It’s surprisingly easy to build up a life here on exchange when you know it can never be anything but temporary. Actually I try not to think of it as “exchange” at all; it only reminds me just how impermanent this year really is. It makes the whole affair so much more delicate, fragile: you have to throw yourself into it more, because you know there has a time limit on it. Otherwise it doesn’t seem real and you can’t do that for long, you cannot live in a dream, the two words cancel each other out, don’t they? You have to make it vivid because that’s your way of pinching yourself to keep this real. It is real.
For me – for all of us, here, I think – it’s a dream come true; sometimes it is hard to remind ourselves that is has come true. It feels like a dream, a pause on reality. Our lives here are so completely severed from home. We are so free from constraints. We can be anything. We can do anything. We can hide anything, we can show anything, no one’s known us longer than four months. Is it really any wonder that we become more ourselves here? It’s like we’re drunk, the whole year long. The freedom you feel when your head starts to spin with the wine runs deeper and stronger than ever before and transcends the alcohol and spills over into the raw rub of daytime light. The things we have here bear no connection to our past lives except for us.
But more and more the place where you come from seems to be nothing more than a faraway dark blotch on the long lean horizon. Sometimes you want to stop trying to straddle the two worlds and you want to throw yourself with a startling totality into life here because life here is wonderful. No – wonderful is not the right word: life here is terrifying. Life here is walking a very thin and nebulous tightrope above a terrible, terrible drop. But oh! when you walk that line! When you leave the bank having got yourself a bank account in another langauge for the first time in your life, all by yourself; when you sit down in front of the doctor and explain to her exactly what’s wrong with you using words you didn’t even know until ten minutes ago as you frantically looked them up in a translation dictionary – You don’t feel happy, doing these things. That’s why life here cannot be truly wonderful. You don’t feel happy doing them and you don’t feel happy after them, you feel scared – you feel scared out of your mind.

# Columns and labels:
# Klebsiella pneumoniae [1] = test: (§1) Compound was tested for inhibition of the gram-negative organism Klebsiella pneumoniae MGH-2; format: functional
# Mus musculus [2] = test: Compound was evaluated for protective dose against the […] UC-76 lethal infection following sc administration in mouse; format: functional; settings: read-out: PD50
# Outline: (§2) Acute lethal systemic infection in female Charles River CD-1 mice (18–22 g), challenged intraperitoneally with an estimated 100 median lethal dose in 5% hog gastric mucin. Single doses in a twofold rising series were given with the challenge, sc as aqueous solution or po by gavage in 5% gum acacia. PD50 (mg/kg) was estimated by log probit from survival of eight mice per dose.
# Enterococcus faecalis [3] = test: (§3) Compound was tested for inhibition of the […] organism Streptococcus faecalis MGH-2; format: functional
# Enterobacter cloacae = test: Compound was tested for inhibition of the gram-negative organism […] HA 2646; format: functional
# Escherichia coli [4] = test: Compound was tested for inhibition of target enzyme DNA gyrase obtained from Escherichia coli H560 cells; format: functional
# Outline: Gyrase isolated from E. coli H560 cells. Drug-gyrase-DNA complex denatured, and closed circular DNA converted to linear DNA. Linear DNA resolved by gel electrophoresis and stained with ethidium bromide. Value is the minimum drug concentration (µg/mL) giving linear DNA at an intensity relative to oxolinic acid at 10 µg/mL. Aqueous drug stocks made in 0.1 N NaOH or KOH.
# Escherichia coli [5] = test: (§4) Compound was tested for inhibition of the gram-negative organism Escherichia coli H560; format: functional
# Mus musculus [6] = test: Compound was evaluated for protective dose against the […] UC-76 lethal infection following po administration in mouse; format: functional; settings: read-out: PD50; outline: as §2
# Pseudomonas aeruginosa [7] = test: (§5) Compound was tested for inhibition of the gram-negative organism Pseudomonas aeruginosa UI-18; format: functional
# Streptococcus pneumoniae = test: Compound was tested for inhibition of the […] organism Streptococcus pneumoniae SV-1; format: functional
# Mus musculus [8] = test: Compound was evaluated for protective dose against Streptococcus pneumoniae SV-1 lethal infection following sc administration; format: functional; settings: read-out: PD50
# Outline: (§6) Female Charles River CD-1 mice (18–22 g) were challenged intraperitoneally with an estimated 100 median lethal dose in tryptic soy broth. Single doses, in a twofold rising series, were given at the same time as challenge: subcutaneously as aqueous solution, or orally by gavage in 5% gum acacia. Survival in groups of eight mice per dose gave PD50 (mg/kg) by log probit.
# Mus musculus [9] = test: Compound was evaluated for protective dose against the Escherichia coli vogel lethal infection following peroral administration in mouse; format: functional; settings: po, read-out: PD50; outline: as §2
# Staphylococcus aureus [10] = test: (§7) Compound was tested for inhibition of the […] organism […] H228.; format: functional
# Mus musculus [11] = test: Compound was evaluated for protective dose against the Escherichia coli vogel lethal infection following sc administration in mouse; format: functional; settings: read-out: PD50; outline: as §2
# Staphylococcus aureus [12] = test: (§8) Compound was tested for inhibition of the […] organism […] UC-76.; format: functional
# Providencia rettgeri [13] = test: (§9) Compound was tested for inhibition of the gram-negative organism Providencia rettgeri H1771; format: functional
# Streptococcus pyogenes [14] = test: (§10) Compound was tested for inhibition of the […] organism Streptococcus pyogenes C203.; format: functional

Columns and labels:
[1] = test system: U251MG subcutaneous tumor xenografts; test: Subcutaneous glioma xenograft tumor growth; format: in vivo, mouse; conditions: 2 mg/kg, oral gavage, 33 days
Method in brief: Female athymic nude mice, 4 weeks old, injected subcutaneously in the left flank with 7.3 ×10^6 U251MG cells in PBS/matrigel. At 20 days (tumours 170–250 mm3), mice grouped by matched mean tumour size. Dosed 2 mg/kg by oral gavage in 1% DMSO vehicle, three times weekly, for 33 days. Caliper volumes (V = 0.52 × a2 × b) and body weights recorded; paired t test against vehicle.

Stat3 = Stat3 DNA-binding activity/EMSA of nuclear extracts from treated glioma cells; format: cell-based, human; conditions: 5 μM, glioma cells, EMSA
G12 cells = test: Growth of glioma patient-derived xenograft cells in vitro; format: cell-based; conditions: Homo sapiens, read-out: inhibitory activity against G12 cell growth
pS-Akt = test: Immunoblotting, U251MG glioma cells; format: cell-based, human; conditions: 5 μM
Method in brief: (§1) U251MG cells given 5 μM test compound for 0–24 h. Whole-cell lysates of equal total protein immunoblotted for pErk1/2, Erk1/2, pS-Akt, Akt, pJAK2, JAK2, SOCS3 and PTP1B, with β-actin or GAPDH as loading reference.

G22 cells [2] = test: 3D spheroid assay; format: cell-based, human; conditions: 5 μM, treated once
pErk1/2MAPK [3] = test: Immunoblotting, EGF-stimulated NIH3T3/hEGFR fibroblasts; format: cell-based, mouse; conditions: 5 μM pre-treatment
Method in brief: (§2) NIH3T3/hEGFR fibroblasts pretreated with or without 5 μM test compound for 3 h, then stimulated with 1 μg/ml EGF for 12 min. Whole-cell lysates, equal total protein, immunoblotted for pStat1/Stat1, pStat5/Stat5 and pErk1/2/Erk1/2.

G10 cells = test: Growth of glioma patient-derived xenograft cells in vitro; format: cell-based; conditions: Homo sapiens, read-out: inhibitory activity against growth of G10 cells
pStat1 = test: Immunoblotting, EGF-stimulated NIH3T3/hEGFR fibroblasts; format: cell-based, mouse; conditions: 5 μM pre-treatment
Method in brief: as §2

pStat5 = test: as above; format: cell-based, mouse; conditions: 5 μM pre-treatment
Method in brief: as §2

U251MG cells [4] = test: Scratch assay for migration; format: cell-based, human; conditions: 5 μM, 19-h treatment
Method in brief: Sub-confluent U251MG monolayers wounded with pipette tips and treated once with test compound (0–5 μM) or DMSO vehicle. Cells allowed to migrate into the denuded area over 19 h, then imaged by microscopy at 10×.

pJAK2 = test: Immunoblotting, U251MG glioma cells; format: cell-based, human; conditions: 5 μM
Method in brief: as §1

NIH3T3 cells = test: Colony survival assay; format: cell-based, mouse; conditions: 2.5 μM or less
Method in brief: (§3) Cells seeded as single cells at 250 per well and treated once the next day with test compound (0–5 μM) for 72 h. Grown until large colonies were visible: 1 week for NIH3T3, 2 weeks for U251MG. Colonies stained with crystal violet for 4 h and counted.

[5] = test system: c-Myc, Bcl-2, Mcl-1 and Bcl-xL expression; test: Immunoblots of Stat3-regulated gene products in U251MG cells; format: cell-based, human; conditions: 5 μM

And yet afterwards it’s better than simple happiness. It lasts longer, and it sinks deeper. I don’t have a name for it yet. None of us have a name for it yet. But when we’re together and laughing and the conversation turns suddenly serious as it does between friends and drinks, why, we understand. We don’t need words. We understand silently and utterly that the price of throwing yourself absolutely into this vivid world we’ve built ourselves over here is that the blotch on the horizon grows bigger and darker every day. Home? What is home? How do I act when I go home? All those people, those precious, beautiful people whose faces cover our walls and our hearts, they know us to be one person and I don’t think we are that person anymore. I don’t think any of us can be that person again. And I think that’s what scares us.
It haunts us, that question: what happens when we go home? All the things we do and say and feel and experience over here, they mean so much right now, they colour our world so voraciously. They eat up our existence in the most wonderful way possible: all of a sudden everything is so much more than we ever dreamed it could possibly be.
But the thing is it doesn’t matter how happy you are, how content or how at peace you are, there’s always a tiny part of you that knows this is going to end. You know that this must inevitably end. It’s there, in every hug, in every round of drinks, in every beam of sunlight, in every note of laughter: the end is nigh.
So you begin to live violently, whole and vivid and so tenuous and it’s that tenuousity that makes everything so breathlessly intense. You’re gripping on by the tips of your fingers. It’s just one year out of eighty, a hundred, we are eternal now so why does it matter? And yet there’s more feeling in the tips of your fingers than you’ve ever felt in your entire life. Give me more, give me more while I still have the chance to taste it.
Maybe life here is wonderful. It is full of wonders. Butterfly’s wonders, flighty as a feather, please stay longer, you want to weigh it down, cover it with lead wings so it stays with you forever, every moment of it imprinted on your soul. But you can’t cover up the beauty with the lead. It wouldn’t be so beautiful here, if we knew it was going to last forever. I guess that’s what we’re learning now: just how wonderful life can be. This isn’t the end. The end is not nigh. This is only the beginning.